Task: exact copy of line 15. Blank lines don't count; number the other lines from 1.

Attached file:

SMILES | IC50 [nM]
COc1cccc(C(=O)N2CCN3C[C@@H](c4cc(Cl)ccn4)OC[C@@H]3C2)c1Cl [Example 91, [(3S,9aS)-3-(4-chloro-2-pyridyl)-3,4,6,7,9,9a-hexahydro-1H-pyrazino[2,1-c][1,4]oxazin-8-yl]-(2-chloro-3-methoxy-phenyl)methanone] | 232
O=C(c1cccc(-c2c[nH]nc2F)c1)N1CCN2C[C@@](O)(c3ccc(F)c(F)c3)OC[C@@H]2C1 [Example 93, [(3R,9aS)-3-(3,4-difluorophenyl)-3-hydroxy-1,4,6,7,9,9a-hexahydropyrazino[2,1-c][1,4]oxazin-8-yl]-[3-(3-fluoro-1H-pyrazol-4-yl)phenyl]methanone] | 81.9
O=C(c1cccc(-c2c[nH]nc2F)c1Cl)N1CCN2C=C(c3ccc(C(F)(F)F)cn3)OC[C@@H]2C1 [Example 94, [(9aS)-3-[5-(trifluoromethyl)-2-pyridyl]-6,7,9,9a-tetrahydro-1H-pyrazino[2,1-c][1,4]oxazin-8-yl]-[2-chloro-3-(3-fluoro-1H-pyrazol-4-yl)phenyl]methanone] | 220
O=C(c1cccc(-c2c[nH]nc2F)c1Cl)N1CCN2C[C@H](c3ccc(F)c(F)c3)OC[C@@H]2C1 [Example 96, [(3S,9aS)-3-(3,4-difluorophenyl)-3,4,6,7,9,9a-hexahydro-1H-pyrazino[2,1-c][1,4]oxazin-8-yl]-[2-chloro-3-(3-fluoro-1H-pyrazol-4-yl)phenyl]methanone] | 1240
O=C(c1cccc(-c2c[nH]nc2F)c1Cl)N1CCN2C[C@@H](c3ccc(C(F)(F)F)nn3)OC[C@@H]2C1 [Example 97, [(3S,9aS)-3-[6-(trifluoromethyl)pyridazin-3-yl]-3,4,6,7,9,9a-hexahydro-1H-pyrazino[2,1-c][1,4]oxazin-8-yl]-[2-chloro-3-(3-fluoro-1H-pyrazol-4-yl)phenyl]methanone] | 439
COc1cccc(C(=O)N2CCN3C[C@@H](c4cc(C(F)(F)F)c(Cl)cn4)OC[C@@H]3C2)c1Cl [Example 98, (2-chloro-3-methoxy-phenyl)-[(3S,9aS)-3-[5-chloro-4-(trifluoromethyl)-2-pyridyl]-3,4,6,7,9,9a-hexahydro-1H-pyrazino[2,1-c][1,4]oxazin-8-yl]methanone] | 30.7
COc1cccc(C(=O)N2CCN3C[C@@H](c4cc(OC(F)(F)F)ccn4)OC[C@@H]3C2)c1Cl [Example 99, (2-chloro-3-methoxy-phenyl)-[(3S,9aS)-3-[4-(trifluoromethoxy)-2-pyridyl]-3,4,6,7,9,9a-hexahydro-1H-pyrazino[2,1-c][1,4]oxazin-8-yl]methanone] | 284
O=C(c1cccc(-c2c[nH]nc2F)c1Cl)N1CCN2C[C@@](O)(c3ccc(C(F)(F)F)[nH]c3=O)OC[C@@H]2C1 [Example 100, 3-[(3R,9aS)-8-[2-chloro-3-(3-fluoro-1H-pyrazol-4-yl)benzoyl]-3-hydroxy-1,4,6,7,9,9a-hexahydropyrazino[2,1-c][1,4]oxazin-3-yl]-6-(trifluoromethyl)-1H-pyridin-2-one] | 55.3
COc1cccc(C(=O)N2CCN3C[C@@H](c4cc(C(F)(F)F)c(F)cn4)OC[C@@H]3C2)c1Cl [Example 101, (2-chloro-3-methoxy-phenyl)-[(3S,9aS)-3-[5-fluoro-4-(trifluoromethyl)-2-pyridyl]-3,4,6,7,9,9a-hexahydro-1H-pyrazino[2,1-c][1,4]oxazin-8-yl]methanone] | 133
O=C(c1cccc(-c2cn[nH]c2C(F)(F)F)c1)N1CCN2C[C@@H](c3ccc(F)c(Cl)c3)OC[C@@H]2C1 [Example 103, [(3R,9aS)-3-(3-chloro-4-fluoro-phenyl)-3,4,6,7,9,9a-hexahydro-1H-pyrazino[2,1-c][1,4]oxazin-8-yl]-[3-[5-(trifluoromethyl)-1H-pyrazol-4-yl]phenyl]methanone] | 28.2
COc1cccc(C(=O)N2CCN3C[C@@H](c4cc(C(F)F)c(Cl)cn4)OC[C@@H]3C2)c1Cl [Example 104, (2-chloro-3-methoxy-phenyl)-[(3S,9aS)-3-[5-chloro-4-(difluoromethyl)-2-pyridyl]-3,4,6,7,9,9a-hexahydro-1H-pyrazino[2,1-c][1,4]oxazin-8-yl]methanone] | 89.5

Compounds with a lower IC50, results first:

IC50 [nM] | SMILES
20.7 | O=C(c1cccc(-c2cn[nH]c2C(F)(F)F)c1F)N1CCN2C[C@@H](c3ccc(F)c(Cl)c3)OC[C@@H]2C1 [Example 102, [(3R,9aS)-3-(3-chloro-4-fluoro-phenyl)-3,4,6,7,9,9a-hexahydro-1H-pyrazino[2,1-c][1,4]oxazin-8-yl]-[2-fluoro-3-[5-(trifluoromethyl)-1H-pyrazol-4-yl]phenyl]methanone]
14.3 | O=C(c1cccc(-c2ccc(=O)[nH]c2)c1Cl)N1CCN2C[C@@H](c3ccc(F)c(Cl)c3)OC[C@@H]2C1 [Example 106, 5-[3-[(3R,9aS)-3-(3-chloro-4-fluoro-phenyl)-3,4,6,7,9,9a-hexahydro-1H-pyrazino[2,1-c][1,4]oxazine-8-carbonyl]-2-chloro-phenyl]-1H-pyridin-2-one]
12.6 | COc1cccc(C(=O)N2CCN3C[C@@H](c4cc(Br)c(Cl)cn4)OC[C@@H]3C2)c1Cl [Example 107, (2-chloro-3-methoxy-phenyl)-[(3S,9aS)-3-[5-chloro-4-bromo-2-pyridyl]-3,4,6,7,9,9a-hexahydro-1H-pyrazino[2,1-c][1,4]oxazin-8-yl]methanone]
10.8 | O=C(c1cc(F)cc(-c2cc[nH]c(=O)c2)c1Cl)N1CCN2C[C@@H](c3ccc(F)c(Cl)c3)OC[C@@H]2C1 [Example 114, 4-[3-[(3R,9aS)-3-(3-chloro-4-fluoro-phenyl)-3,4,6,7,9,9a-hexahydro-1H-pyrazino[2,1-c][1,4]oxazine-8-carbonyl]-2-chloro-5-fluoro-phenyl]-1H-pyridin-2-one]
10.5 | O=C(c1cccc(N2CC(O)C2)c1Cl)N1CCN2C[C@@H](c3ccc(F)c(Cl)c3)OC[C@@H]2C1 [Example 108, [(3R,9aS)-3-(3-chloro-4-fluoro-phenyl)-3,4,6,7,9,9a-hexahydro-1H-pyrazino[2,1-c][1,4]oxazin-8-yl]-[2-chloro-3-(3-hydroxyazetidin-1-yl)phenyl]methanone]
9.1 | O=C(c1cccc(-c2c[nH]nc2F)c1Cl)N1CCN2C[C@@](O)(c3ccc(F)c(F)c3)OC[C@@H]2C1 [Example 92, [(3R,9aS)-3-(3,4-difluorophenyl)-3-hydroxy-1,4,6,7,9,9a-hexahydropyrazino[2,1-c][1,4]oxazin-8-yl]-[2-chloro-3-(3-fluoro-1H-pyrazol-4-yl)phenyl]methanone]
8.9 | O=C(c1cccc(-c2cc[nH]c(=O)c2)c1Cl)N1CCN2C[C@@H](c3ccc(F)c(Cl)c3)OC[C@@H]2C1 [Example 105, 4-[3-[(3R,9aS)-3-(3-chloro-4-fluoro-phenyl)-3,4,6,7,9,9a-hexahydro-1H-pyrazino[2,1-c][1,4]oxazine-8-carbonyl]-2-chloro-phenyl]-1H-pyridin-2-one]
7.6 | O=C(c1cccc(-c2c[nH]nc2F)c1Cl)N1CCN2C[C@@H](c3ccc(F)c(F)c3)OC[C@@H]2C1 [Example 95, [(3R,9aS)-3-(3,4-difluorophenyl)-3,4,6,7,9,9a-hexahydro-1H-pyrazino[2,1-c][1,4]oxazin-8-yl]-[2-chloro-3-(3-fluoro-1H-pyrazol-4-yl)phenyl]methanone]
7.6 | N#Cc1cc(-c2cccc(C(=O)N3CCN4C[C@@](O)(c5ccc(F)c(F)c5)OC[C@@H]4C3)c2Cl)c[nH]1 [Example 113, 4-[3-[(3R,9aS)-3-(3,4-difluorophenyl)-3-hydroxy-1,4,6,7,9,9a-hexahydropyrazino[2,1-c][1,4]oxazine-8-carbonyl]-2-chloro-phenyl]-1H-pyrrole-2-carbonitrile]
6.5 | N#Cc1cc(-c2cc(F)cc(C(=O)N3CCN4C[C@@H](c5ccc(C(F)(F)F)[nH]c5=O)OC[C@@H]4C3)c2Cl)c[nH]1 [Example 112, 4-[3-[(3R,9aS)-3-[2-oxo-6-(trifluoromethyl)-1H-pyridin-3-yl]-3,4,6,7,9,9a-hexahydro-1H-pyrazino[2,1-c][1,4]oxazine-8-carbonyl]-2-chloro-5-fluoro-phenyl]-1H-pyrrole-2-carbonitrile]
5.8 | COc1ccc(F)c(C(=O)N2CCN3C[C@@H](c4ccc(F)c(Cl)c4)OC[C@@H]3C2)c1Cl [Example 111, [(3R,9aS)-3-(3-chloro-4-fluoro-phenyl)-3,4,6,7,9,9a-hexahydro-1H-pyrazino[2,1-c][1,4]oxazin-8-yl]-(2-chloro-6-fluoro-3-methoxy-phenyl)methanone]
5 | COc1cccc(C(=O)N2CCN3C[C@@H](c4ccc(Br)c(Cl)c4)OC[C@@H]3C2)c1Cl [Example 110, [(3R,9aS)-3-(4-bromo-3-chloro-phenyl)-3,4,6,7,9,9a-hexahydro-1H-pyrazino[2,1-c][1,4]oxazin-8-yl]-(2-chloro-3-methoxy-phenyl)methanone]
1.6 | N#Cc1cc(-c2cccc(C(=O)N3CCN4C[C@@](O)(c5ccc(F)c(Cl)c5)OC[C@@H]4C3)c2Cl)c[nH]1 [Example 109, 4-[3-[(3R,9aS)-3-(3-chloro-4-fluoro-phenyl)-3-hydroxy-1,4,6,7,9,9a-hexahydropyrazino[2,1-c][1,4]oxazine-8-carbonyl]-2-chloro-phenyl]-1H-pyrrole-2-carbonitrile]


20.7 | O=C(c1cccc(-c2cn[nH]c2C(F)(F)F)c1F)N1CCN2C[C@@H](c3ccc(F)c(Cl)c3)OC[C@@H]2C1 [Example 102, [(3R,9aS)-3-(3-chloro-4-fluoro-phenyl)-3,4,6,7,9,9a-hexahydro-1H-pyrazino[2,1-c][1,4]oxazin-8-yl]-[2-fluoro-3-[5-(trifluoromethyl)-1H-pyrazol-4-yl]phenyl]methanone]